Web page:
VHDL (Undetermined Prevalence)

Technologies

Class: Technology-Independent (Undetermined Prevalence)

+ Common Consequences
Section HelpThis table specifies different individual consequences associated with the weakness. The Scope identifies the application security area that is violated, while the Impact describes the negative technical impact that arises if an adversary succeeds in exploiting this weakness. The Likelihood provides information about how likely the specific consequence is expected to be seen relative to the other consequences in the list. For example, there may be high likelihood that a weakness will be exploited to achieve a certain impact, but a low likelihood that it will be exploited to achieve a different impact.
ScopeImpactLikelihood
Confidentiality
Integrity
Access Control

Technical Impact: Modify Memory; Read Memory; Gain Privileges or Assume Identity; Bypass Protection Mechanism; Execute Unauthorized Code or Commands

+ Demonstrative Examples

Example 1

The bridge interfaces between OCP and AHB end points. OCP uses MReqInfo signal to indicate security attributes, whereas AHB uses HPROT signal to indicate the security attributes. The width of MReqInfo can be customized as needed. In this example, MReqInfo is 5-bits wide and carries the privilege level of the OCP controller.

The values 5’h11, 5’h10, 5’h0F, 5’h0D, 5’h0C, 5’h0B, 5’h09, 5’h08, 5’h04, and 5’h02 in MReqInfo indicate that the request is coming from a privileged state of the OCP bus controller. Values 5’h1F, 5’h0E, and 5’h00 indicate untrusted, privilege state.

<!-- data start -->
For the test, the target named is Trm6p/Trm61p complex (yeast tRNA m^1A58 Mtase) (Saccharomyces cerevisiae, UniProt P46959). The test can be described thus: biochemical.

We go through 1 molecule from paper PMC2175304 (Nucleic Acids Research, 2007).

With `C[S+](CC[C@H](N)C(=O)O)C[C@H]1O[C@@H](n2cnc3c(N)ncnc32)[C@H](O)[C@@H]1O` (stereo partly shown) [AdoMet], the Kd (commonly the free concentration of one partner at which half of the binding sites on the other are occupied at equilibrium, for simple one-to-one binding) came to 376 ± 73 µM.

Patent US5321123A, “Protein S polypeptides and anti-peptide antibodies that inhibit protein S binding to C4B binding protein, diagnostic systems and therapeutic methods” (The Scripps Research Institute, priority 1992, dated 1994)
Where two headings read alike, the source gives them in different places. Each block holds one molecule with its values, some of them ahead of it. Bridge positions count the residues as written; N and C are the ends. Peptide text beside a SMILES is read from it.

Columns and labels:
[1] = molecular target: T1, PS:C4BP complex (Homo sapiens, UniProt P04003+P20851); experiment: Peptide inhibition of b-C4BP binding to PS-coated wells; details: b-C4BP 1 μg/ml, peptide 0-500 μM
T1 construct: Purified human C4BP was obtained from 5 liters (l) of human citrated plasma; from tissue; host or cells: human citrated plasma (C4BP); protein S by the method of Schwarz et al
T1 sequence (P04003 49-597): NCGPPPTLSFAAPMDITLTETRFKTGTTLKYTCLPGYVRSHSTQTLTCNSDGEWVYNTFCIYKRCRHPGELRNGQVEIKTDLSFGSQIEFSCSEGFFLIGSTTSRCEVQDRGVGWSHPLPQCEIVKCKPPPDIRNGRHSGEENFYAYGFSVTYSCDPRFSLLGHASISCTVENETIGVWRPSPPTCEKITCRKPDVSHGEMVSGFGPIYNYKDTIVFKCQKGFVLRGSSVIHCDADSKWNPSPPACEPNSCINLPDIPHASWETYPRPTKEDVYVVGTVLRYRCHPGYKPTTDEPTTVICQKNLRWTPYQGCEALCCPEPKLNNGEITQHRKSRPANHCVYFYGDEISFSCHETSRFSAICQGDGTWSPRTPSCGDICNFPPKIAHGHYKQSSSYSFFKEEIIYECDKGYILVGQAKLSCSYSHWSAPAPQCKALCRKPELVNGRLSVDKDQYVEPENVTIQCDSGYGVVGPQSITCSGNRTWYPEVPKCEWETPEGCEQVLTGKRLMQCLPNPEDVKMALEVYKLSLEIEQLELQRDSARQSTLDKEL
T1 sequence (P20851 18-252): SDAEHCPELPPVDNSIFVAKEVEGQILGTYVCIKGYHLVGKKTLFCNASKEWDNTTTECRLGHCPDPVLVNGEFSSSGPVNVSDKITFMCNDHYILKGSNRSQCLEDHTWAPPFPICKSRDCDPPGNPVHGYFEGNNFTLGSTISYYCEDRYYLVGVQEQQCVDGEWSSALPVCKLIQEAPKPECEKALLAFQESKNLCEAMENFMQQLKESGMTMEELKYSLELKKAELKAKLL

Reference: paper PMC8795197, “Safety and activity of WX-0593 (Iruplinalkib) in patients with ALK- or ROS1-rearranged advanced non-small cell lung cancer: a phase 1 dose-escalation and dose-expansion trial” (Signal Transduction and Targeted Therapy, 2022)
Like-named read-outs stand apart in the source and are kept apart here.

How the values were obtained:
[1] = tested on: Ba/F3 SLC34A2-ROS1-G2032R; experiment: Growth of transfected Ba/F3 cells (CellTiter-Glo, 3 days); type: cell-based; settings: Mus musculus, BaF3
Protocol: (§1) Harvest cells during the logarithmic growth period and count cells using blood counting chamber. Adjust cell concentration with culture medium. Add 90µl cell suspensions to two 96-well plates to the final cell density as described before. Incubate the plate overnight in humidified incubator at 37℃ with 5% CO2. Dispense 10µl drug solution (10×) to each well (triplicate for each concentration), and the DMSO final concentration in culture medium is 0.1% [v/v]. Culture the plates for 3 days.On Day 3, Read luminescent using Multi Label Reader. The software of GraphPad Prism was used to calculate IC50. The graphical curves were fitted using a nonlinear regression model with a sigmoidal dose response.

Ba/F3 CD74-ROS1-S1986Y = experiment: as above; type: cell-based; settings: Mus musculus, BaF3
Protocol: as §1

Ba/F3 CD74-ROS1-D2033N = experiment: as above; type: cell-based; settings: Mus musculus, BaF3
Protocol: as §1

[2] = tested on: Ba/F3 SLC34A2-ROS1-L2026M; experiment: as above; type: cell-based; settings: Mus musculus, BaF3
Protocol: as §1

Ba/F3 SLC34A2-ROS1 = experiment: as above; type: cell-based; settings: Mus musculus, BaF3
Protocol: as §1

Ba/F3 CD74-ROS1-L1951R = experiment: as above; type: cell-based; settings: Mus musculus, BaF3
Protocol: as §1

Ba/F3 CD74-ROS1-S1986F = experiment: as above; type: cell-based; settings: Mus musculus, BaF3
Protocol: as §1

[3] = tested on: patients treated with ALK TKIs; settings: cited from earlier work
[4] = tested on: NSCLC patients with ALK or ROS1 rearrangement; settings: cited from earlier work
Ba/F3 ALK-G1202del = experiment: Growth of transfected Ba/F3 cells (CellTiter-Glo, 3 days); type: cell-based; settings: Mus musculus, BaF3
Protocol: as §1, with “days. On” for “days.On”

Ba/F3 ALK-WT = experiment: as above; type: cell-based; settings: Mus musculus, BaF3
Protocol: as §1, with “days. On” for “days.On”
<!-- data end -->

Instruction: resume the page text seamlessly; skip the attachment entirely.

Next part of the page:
Though HPROT is a 5-bit signal, we only consider the lower, two bits in this example. HPROT values 2’b00 and 2’b10 are considered trusted, and 2’b01 and 2’b11 are considered untrusted.

The OCP2AHB bridge is expected to translate trusted identities on the controller side to trusted identities on the responder side. Similarly, it is expected to translate untrusted identities on the controller side to untrusted identities on the responder side.

(bad code)
Example Language: Verilog 
module ocp2ahb
(
ahb_hprot,
ocp_mreqinfo
);

output [1:0] ahb_hprot; // output is 2 bit signal for AHB HPROT
input [4:0] ocp_mreqinfo; // input is 5 bit signal from OCP MReqInfo
wire [6:0] p0_mreqinfo_o_temp; // OCP signal that transmits hardware identity of bus controller

wire y;
reg [1:0] ahb_hprot;

// hardware identity of bus controller is in bits 5:1 of p0_mreqinfo_o_temp signal
assign p0_mreqinfo_o_temp[6:0] = {1'b0, ahb_hprot[4:0], y};

always @*

begin
case (p0_mreqinfo_o_temp[4:2])
000: ahb_hprot = 2'b11; // OCP MReqInfo to AHB HPROT mapping
001: ahb_hprot = 2'b00;
010: ahb_hprot = 2'b00;
011: ahb_hprot = 2'b01;
100: ahb_hprot = 2'b00;
101: ahb_hprot = 2'b00;
110: ahb_hprot = 2'b10;
111: ahb_hprot = 2'b00;
endcase
end
endmodule

Logic in the case statement only checks for MReqInfo bits 4:2, i.e., hardware-identity bits 3:1. When ocp_mreqinfo is 5’h1F or 5’h0E, p0_mreqinfo_o_temp[2] will be 1. As a result, untrusted IDs from OCP 5’h1F and 5’h0E get translated to trusted ahb_hprot values 2’b00.

+ Potential Mitigations

Phase: Architecture and Design

The translation must map signals in such a way that untrusted agents cannot map to trusted agents or vice-versa.

Phase: Implementation

Ensure that the translation maps signals in such a way that untrusted agents cannot map to trusted agents or vice-versa.
+ Content History
+ Submissions
Submission DateSubmitterOrganization
2020-05-24Arun Kanuparthi, Hareesh Khattri, Parbati MannaIntel Corporation
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Page Last Updated: July 20, 2021